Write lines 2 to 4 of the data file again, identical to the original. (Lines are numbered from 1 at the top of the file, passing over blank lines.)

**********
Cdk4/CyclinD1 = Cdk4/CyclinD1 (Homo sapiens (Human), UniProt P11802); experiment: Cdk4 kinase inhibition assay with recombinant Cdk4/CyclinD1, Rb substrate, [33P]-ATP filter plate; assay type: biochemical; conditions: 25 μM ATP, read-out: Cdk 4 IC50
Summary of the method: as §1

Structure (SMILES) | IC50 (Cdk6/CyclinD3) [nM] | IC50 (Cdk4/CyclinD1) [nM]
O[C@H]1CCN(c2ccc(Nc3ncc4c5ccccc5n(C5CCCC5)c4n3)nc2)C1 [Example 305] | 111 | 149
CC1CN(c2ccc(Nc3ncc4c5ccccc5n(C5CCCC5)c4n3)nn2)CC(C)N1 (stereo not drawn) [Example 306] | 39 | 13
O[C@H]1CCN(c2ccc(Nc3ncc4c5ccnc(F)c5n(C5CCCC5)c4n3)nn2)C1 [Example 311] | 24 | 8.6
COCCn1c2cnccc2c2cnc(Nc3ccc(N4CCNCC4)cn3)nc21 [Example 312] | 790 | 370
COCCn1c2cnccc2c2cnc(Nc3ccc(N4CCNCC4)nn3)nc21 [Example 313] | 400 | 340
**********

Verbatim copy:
Summary of the method: as §1

Structure (SMILES) | IC50 (Cdk6/CyclinD3) [nM] | IC50 (Cdk4/CyclinD1) [nM]
O[C@H]1CCN(c2ccc(Nc3ncc4c5ccccc5n(C5CCCC5)c4n3)nc2)C1 [Example 305] | 111 | 149